Early Stem Cell Treatments For Human Blindness Show Promise

By David Wharton | 9 years ago

Stem-cell therapy is one of the most promising, and most controversial, fields in cutting-edge medicine right now. It’s been heralded as possibly being able to treat or cure everything from cancer to spinal cord injuries, but it’s still very much in its infancy — at least partly because there are many people who don’t think we should be doing it at all. Thankfully the research is progressing, and generating some exciting results. For instance, tests have just been completed on the first people to receive human embryonic stem cell transplants, and not only are they not showing any negative effects…they’re actually reporting improvement.

Time magazine reports that the study was the brainchild of UCLA’s Jules Stein Eye Institute, and was published in the journal Lancet. The experiment involved injecting retinal cells created from embryonic stem cells into the eyes of two volunteers suffering from vision disorders. To clarify, this study was not intended to gauge whether stem-cell therapy could be used to treat their disorders, but rather as a preliminary test to make sure their bodies would not reject the cells, form tumors, or cause other problems. On that front the test is a success, with neither patient reporting any ill effects. Dr. Steven Schwartz, director of the Diabetic Eye Disease and Retinal Vascular Center at UCLA, had this to say: “This is very important for the field of human embryonic stem cell research. It opens the door for multiple strategies in the field, and hopefully for everyone investigating [this technique], it puts some wind in their sails.”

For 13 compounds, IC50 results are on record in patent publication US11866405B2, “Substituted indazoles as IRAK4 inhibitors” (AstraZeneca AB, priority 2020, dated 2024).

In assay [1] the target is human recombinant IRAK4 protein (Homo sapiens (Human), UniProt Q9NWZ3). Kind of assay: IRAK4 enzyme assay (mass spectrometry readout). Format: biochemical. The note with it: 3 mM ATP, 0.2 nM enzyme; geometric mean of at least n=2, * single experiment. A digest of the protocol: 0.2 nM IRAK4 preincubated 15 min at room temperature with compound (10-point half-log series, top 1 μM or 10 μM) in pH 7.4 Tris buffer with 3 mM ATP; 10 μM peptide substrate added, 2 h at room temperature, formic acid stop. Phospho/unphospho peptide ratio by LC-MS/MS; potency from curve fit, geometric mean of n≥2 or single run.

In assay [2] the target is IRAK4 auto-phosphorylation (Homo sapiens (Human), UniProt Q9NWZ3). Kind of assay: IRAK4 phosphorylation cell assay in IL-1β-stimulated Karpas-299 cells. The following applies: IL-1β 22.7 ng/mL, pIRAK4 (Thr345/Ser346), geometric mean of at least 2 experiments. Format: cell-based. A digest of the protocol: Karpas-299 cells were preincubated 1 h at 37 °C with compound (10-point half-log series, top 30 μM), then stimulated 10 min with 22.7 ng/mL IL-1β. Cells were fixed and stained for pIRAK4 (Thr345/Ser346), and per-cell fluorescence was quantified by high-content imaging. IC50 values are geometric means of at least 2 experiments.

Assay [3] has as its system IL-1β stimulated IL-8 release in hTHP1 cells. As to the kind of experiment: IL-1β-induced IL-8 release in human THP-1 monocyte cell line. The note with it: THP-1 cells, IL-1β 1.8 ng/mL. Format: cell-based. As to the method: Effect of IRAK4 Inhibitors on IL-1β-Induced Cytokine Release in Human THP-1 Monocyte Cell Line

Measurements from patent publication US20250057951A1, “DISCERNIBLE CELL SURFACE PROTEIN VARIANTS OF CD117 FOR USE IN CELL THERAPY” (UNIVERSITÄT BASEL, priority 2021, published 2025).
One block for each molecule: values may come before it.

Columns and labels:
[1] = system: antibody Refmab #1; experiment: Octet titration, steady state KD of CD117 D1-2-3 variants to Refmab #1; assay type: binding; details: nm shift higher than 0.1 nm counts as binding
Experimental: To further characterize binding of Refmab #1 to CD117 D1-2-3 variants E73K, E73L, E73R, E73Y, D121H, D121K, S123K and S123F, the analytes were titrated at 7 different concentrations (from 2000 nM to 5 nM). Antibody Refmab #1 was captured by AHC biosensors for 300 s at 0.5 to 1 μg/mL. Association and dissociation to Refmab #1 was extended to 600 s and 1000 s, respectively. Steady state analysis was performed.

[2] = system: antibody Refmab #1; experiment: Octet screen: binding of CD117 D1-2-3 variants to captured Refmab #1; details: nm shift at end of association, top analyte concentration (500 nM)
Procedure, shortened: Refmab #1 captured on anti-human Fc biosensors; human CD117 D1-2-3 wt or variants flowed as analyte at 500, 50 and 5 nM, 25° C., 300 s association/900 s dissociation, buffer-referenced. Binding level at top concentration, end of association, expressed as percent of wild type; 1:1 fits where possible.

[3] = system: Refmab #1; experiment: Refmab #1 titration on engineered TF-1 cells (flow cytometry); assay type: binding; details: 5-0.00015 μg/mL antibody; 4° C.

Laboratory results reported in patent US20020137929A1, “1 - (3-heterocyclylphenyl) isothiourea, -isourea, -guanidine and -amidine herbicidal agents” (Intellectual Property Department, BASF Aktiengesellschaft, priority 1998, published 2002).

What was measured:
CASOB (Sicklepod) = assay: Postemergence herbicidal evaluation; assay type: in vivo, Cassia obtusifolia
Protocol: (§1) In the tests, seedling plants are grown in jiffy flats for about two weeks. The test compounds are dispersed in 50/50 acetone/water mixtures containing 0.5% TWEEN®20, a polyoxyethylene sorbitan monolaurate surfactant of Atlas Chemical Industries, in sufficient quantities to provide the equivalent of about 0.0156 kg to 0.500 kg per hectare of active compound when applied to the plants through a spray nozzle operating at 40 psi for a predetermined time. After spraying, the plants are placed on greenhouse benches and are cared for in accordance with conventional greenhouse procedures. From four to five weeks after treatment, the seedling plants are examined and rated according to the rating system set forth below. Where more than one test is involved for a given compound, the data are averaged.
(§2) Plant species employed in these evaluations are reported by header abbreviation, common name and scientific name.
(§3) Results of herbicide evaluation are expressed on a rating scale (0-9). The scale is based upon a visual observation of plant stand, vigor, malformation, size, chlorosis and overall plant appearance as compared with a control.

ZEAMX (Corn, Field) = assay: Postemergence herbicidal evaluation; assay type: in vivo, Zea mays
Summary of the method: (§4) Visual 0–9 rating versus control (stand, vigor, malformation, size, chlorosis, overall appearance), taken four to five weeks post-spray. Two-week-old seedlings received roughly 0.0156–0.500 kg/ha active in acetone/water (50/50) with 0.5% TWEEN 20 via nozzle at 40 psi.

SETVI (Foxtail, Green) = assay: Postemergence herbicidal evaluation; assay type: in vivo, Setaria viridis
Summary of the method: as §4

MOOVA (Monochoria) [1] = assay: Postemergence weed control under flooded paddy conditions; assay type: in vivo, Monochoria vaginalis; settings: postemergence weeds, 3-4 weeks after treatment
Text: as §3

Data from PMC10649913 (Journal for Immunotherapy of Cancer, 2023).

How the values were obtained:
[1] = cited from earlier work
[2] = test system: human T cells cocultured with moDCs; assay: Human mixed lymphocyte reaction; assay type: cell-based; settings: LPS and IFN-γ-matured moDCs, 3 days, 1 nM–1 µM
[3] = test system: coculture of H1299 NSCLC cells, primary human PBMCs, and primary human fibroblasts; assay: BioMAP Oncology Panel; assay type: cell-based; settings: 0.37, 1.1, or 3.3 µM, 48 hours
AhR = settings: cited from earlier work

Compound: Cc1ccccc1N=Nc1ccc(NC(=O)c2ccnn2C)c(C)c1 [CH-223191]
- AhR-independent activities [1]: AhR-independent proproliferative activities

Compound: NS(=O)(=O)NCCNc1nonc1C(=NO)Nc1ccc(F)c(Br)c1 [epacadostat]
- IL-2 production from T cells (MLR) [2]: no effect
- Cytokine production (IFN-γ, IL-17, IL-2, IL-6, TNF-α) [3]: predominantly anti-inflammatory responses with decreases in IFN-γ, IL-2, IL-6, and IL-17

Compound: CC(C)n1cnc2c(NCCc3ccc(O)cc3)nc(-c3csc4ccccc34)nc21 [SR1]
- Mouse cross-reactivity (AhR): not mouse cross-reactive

The two patients — a 78 year old with macular degeneration and a 51 year old with macular dystrophy — each had 50,000 cells injected into the subretinal space of one of their eyes. This part of the eye is “uniquely isolated from the body’s patrolling immune cells” and thus less likely to cause rejection. The older patient, a woman named Sue Freeman, is reportedly now able to see more letters on an eye chart. The researchers are not sure whether some of this change could just be psychosomatic, however, since Freeman is reporting improvements in both eyes, despite having only received the treatment in one. The second patient, Rosemary, has seen undeniable improvements, with her vision increasing to 20/800. “I don’t have to grab my magnifying glasses or reading glasses as much anymore,” says Rosemary, “and I don’t have to blow things up on my monitor. I can see details in the operated eye that I can’t see in the unoperated eye.”

Schwartz was cautious but optimistic about the results:

The improvement in vision is a tiny biological signal. It could be disproven, or it could be the beginning of something fantastic. The important thing here is that at four months, we saw the cells transplanted successfully into the subretinal space, they engrafted, and there was no immune rejection and not tumors, so it appeared safe.